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Are nonprofits required to give receipts for donations?

Ken Little
StarNews
Bigstock photo

Bigstock photo

Q. What if a 501(c)3 refuses to give receipts for donations? Are they required to do so? Can such donations be deducted from taxes without a receipt?

A. Kevin T. May, of the Wilmington estate planning, asset protection and tax law firm Graves May, said the question can be complex to answer because different types of gifts require different reporting by the donor.

For example, May said, cash gifts of $250 or more require a statement — meaning receipt — from the nonprofit. Gifts of tangible property of $5,000 or more would have an appraisal done.

“As a result, a general disclaimer – without knowing all of the facts, this email cannot be relied upon for legal advice, tax preparation or avoidance of penalties,” May said.

“To keep it simple, the donor has the burden to show the gift was made. Only in a few circumstances is a nonprofit required to provide a receipt,” May said. “Most do provide a receipt to make it easier for donors. If no receipt is given, then a deduction can still be taken.”

A list of the property donated, fair value of the property, and the donation recipient’s information is required.

“You can back up the donation with pictures of the donated property, original purchase receipts, or serial numbers. Anything is helpful in the event of an audit,” May said.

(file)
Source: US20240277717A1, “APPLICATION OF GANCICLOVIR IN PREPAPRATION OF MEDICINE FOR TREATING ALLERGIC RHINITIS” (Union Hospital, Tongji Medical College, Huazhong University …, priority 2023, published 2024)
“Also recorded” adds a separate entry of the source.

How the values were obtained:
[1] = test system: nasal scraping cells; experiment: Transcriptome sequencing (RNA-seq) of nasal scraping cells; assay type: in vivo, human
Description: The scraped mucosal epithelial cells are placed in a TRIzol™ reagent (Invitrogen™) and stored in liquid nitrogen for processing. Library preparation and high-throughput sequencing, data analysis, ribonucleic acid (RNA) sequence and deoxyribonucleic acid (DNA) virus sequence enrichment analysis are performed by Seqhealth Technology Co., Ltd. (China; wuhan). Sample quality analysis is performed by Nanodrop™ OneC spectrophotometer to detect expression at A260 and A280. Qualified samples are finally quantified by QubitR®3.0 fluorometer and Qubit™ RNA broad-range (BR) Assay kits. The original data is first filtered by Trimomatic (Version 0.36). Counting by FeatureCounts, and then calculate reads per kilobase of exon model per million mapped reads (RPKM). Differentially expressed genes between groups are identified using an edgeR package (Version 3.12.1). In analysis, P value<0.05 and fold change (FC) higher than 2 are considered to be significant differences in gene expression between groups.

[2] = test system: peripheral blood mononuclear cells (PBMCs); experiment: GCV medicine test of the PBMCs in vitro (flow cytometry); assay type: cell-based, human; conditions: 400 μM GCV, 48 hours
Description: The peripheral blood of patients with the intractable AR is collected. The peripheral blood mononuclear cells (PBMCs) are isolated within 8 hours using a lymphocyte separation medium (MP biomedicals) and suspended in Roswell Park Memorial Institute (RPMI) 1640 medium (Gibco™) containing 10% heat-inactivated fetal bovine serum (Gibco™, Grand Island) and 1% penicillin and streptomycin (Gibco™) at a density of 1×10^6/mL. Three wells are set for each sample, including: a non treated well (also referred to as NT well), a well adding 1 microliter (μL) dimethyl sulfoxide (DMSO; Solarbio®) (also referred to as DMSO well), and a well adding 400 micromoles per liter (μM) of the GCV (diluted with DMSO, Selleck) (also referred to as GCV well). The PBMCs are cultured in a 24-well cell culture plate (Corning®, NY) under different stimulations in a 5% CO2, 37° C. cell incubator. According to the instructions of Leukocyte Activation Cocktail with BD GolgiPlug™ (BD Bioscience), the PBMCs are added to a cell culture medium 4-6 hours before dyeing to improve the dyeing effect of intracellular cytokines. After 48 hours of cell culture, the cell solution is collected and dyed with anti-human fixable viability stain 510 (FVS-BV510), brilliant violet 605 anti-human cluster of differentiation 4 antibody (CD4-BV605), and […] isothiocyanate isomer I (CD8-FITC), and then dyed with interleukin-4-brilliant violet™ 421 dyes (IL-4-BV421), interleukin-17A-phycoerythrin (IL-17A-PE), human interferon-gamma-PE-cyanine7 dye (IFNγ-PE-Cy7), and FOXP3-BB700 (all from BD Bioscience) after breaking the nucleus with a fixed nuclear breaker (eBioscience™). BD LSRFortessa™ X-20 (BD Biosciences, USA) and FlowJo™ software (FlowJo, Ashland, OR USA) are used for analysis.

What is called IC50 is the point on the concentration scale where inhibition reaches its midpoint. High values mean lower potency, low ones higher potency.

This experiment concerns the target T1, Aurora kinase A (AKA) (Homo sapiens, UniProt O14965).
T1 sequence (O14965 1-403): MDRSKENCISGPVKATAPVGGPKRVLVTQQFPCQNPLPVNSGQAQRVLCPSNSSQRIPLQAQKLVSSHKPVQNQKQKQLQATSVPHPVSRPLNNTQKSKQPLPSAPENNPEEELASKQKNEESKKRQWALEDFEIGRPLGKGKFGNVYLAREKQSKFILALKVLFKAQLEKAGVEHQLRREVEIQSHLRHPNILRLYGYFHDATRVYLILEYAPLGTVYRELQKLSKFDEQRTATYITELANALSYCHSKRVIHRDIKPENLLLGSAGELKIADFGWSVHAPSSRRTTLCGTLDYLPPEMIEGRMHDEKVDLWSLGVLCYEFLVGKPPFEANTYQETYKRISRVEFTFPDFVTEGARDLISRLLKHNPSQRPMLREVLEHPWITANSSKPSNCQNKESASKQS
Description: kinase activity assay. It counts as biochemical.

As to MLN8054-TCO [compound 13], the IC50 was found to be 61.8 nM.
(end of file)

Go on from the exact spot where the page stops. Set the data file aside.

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How did nonprofits use M.C. Erny’s gifts to make a difference?

If a nonprofit group holds a raffle to raise money, is it possible to find out how much of the proceeds go to the charity?

 

 

 

User-contributed question by:
sarah jordan

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2 Responses to “ Are nonprofits required to give receipts for donations?”

  1. On January 28, 2015 at 5:51 pm Roy Talus wrote:

    While the answer to the question is correct (that you should receive a statement for cash gifts above $250 from a non-profit), it might lead some to believe that you do not need documentation for cash gifts below $250.

    In fact, you need documentation for all cash gifts, regardlesss of the amount, in order for the gift to quality for an itemized deduction on your taxes. IRS Pub 17.

    A $20 bill placed in your church collection plate anonymously does not quality. That is why it is recommended that cash gifts be made by check… with the cancelled check serving as the documentation.

  2. On January 29, 2015 at 5:19 pm Si Cantwell wrote:

    Good point, Mr. Talus. Thanks.



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